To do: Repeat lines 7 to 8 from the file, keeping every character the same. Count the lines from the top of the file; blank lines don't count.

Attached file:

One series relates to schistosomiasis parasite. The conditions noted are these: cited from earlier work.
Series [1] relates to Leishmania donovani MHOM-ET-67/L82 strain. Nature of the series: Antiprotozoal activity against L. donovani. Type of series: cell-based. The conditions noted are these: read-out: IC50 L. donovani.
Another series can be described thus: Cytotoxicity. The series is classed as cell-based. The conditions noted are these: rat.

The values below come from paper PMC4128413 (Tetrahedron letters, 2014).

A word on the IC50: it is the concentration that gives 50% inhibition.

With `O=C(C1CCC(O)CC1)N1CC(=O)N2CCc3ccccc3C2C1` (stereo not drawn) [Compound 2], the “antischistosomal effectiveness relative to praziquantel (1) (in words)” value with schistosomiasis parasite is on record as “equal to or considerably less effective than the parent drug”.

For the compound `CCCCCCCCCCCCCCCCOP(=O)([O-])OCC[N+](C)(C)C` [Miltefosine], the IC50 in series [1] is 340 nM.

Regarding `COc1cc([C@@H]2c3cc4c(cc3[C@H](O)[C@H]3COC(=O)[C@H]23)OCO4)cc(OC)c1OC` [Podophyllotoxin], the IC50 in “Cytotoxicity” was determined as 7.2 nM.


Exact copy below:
For the compound `CCCCCCCCCCCCCCCCOP(=O)([O-])OCC[N+](C)(C)C` [Miltefosine], the IC50 in series [1] is 340 nM.

Regarding `COc1cc([C@@H]2c3cc4c(cc3[C@H](O)[C@H]3COC(=O)[C@H]23)OCO4)cc(OC)c1OC` [Podophyllotoxin], the IC50 in “Cytotoxicity” was determined as 7.2 nM.